My life was forever changed by being a part of the Colondar. Up to that point, I had not met any survivors my age and it was hard to find anyone my age that had colon cancer. There was an instant bond in the Colon Club because everyone knows exactly what you are going through when you have felt so isolated and alone. I have participated in various advocacy events over the years. Due to the business of graduate school and life I haven’t been able to do as much as I used to but have always been very outspoken and open about my story.
I was diagnosed with PT3, pN1c stage colon cancer and have had 2 recurrences since I was in the Colondar. I had the burrowing kind of colon cancer versus the one that spreads throughout the body. While some may say I was “lucky” to have the burrowing kind, I was not lucky where it spread to. I was cancer free for 2 years before a routine screening found that my original cancer had spread to my pancreas. Almost to the day when I found out my cancer had returned, I also found out that I was accepted into Carnegie Mellon University School of Drama for Costume Design program. I thought that by that point I was out far enough from treatment to continue with my life to fulfill a lifelong dream of going to Graduate School. I was one month out of my 3rd cancer surgery and chemo/radiation when I started Graduate School. It was anticipated I would possibly need a Whipple procedure to take out the tumor. My surgeon was able to peel the tumor off my mesenteric vein and take a small wedge out of my pancreas. A resident told me what happened when I was waking up from surgery that they took a wedge out of my pancreas and I said, “I got a Wedgie instead of the Whipple!” She laughed and said, “I’ll come back and tell you what happened again later.” She thought I was out of it from the pain and anesthesia medicine but that is my normal sense of humor! I don’t think without it I would have made it this far without it!
I was doing ok for a few months before I started having increased diarrhea late during spring semester. Usually my body goes back to its ‘new normal’ after recovering from surgery. I knew something just wasn’t right as I shouldn’t have been having that much diarrhea that far out from surgery. A scan that summer showed my cancer had come back in the same spot. I was very adamant about going back to graduate school and thankfully I only had to do chemo for a shorter time. I probably would not have made it if I wasn’t so determined to go back to school, and I think that determination probably saved my life.
By the time that I got into surgery my intestines had already been dying off from the tumor cutting off the blood supply to my small intestine and it was much worse than they anticipated. My surgeon told me before I had surgery I would, “have a little bit or a lot of diarrhea afterwards.” I went into surgery on a Friday, and I woke up on the next Thursday. I was in a medically induced coma for 6 days and had 3 surgeries in that time. The tumor was wrapped around the mesenteric vein this time. My surgical team tried to save it, but the vein grafts failed, and they ended up having to take most of my small bowel out leaving me with only my duodenum and what was left of my colon from my first resection. My surgeon pointed to an IV bag and said, “This is your food from now on.” I am now on what is called total parenteral nutrition (TPN) because I do not have enough gut to properly absorb food or liquids. I am known to be very stubborn and was also a big foodie. I thought, “No way am I NOT going to eat!” It took me a year to retrain myself to eat. I call it my “expensive hobby” as I do not absorb the food, but the benefits are saving my liver and keeping away other depilating side effects.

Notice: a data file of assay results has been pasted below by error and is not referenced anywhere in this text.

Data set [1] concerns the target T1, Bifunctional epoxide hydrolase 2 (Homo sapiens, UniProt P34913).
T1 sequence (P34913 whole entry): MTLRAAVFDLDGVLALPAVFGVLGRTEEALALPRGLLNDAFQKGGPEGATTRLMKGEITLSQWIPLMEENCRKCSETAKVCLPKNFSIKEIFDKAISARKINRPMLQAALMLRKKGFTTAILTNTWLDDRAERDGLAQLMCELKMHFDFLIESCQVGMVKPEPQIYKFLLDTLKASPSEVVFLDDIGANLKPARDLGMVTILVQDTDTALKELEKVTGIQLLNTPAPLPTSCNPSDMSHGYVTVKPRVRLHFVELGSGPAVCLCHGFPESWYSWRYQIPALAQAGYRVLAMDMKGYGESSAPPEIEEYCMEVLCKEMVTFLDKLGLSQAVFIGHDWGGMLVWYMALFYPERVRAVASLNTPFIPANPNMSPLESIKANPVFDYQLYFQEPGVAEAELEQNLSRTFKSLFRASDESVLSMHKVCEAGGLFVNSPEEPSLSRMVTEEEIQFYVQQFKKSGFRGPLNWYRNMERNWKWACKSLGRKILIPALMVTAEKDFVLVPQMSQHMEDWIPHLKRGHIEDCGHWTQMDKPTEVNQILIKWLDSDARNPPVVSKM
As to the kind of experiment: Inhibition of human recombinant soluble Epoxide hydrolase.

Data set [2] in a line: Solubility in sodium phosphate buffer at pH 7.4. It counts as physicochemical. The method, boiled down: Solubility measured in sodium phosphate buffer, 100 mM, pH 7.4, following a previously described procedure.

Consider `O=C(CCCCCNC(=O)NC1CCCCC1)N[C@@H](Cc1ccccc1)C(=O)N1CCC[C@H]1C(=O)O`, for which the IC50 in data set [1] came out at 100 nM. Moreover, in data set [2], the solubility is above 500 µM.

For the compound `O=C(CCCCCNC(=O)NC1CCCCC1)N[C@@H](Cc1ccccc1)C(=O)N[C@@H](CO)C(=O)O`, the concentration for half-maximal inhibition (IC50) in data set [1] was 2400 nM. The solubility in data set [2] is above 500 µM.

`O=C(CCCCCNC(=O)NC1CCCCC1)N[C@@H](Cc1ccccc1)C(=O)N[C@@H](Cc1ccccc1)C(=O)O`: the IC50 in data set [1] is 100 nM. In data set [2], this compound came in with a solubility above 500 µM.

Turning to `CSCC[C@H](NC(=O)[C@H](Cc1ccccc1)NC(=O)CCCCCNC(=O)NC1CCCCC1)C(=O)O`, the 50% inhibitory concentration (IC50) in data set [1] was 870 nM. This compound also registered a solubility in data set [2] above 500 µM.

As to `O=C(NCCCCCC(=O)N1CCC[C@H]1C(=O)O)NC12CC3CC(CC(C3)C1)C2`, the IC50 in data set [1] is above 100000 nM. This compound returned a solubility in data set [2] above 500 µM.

There are some doctors that would have not saved patients to go on TPN and think that it is no life at all. Graduate school is always a challenge, but I managed to earn my degree in Costume Design while being on TPN and only took one semester off to recover from surgery. I truly believe having that goal saved my life as it got me into surgery faster and I could have very well been taken over the depression that I sank into right after surgery thinking my life was over. Graduate school gave me a goal and something to look forward to that I wanted to get better for.
When I graduated, I went to work at Northeastern University where I went to undergrad to be their Costume Shop Manager, Patterning Professor and also did some costume design work. While I was there I joked with my work study students, “Hey! Do you know any straight and single guys around my age?” One of my students had an art professor named Ben, around my age, that she thought fit the bill! We celebrated 7 years together on St. Patrick’s Day 2021! Our family consists of two 4 legged furry kids. One a crazy and sweet dog that is ¾ pug and ¼ Jack Russell Terrier (Jug) named Brianna, and one sweet laid back rafter climbing barn cat from my family’s farm in Indiana and his name is well…Indiana. Ben is the love of my life and none of this would have been possible if I didn’t have doctors that fought to keep me alive and put me on TPN. I eventually ended up having to leave my dream job at Northeastern to focus on my health, but I still prefer this slower life to no life at all! I can do most all the things I did before, but it just takes more planning and a lot more medical supplies to do it!
I celebrated my 10 year cancer free anniversary in 2020 which is something that I could not have even thought possible when I was first, second or third time diagnosed. I wish I had the answers that some people so desperately want but I don’t have any. I honestly don’t know how I’ve made it this far. It’s having a good support system of family, friends, and faith, then a medical team who are experts in your type of cancer and the area that it is in and finally having one sarcastic sense of humor!